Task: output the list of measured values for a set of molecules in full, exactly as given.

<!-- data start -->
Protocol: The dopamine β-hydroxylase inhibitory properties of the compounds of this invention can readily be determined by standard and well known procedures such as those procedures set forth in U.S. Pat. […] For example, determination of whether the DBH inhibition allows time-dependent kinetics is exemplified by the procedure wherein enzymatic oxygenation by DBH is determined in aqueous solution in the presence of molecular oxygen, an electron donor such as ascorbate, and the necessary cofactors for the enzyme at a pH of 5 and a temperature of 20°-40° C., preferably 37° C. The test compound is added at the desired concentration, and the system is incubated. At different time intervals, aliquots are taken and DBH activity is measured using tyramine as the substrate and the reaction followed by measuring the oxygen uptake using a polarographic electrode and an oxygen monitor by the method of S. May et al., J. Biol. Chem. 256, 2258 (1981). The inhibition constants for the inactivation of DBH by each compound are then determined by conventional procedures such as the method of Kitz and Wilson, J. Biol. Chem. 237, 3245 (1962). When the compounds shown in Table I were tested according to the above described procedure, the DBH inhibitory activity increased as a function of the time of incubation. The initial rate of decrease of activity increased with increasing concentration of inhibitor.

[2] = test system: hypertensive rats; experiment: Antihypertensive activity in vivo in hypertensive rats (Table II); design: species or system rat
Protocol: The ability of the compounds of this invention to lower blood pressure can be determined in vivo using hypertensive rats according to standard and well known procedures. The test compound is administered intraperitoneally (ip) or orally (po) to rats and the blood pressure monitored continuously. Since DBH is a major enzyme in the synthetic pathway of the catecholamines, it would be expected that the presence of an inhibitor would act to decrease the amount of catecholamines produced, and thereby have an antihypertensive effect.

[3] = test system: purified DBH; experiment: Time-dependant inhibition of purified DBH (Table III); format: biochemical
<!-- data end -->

Protocol: The dopamine β-hydroxylase inhibitory properties of the compounds of this invention can readily be determined by standard and well known procedures such as those procedures set forth in U.S. Pat. […] For example, determination of whether the DBH inhibition allows time-dependent kinetics is exemplified by the procedure wherein enzymatic oxygenation by DBH is determined in aqueous solution in the presence of molecular oxygen, an electron donor such as ascorbate, and the necessary cofactors for the enzyme at a pH of 5 and a temperature of 20°-40° C., preferably 37° C. The test compound is added at the desired concentration, and the system is incubated. At different time intervals, aliquots are taken and DBH activity is measured using tyramine as the substrate and the reaction followed by measuring the oxygen uptake using a polarographic electrode and an oxygen monitor by the method of S. May et al., J. Biol. Chem. 256, 2258 (1981). The inhibition constants for the inactivation of DBH by each compound are then determined by conventional procedures such as the method of Kitz and Wilson, J. Biol. Chem. 237, 3245 (1962). When the compounds shown in Table I were tested according to the above described procedure, the DBH inhibitory activity increased as a function of the time of incubation. The initial rate of decrease of activity increased with increasing concentration of inhibitor.

[2] = test system: hypertensive rats; experiment: Antihypertensive activity in vivo in hypertensive rats (Table II); design: species or system rat
Protocol: The ability of the compounds of this invention to lower blood pressure can be determined in vivo using hypertensive rats according to standard and well known procedures. The test compound is administered intraperitoneally (ip) or orally (po) to rats and the blood pressure monitored continuously. Since DBH is a major enzyme in the synthetic pathway of the catecholamines, it would be expected that the presence of an inhibitor would act to decrease the amount of catecholamines produced, and thereby have an antihypertensive effect.

[3] = test system: purified DBH; experiment: Time-dependant inhibition of purified DBH (Table III); format: biochemical